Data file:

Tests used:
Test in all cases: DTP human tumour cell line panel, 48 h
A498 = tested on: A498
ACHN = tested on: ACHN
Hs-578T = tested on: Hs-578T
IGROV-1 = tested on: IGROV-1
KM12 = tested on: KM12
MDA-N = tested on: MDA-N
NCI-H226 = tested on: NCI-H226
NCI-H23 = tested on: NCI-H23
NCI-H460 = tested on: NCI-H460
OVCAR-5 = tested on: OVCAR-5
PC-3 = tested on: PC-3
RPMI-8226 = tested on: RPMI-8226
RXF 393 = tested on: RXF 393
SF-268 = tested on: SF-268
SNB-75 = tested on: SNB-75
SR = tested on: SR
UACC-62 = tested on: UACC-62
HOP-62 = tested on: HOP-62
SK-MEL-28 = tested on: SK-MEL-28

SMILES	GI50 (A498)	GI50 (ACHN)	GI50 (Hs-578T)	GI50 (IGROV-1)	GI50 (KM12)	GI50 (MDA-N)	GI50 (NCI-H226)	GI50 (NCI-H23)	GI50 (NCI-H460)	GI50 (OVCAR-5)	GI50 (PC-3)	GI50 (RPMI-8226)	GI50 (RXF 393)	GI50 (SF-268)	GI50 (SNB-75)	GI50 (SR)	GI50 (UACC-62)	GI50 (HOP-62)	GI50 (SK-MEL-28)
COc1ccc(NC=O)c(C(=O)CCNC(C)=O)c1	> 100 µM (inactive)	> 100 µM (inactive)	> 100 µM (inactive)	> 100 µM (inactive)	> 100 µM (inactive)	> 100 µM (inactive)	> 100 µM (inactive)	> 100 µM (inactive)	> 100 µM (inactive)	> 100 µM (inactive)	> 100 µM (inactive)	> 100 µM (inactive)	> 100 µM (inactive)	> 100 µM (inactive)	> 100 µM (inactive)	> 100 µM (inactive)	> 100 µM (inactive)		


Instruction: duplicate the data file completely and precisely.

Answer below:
Tests used:
Test in all cases: DTP human tumour cell line panel, 48 h
A498 = tested on: A498
ACHN = tested on: ACHN
Hs-578T = tested on: Hs-578T
IGROV-1 = tested on: IGROV-1
KM12 = tested on: KM12
MDA-N = tested on: MDA-N
NCI-H226 = tested on: NCI-H226
NCI-H23 = tested on: NCI-H23
NCI-H460 = tested on: NCI-H460
OVCAR-5 = tested on: OVCAR-5
PC-3 = tested on: PC-3
RPMI-8226 = tested on: RPMI-8226
RXF 393 = tested on: RXF 393
SF-268 = tested on: SF-268
SNB-75 = tested on: SNB-75
SR = tested on: SR
UACC-62 = tested on: UACC-62
HOP-62 = tested on: HOP-62
SK-MEL-28 = tested on: SK-MEL-28

SMILES	GI50 (A498)	GI50 (ACHN)	GI50 (Hs-578T)	GI50 (IGROV-1)	GI50 (KM12)	GI50 (MDA-N)	GI50 (NCI-H226)	GI50 (NCI-H23)	GI50 (NCI-H460)	GI50 (OVCAR-5)	GI50 (PC-3)	GI50 (RPMI-8226)	GI50 (RXF 393)	GI50 (SF-268)	GI50 (SNB-75)	GI50 (SR)	GI50 (UACC-62)	GI50 (HOP-62)	GI50 (SK-MEL-28)
COc1ccc(NC=O)c(C(=O)CCNC(C)=O)c1	> 100 µM (inactive)	> 100 µM (inactive)	> 100 µM (inactive)	> 100 µM (inactive)	> 100 µM (inactive)	> 100 µM (inactive)	> 100 µM (inactive)	> 100 µM (inactive)	> 100 µM (inactive)	> 100 µM (inactive)	> 100 µM (inactive)	> 100 µM (inactive)	> 100 µM (inactive)	> 100 µM (inactive)	> 100 µM (inactive)	> 100 µM (inactive)	> 100 µM (inactive)		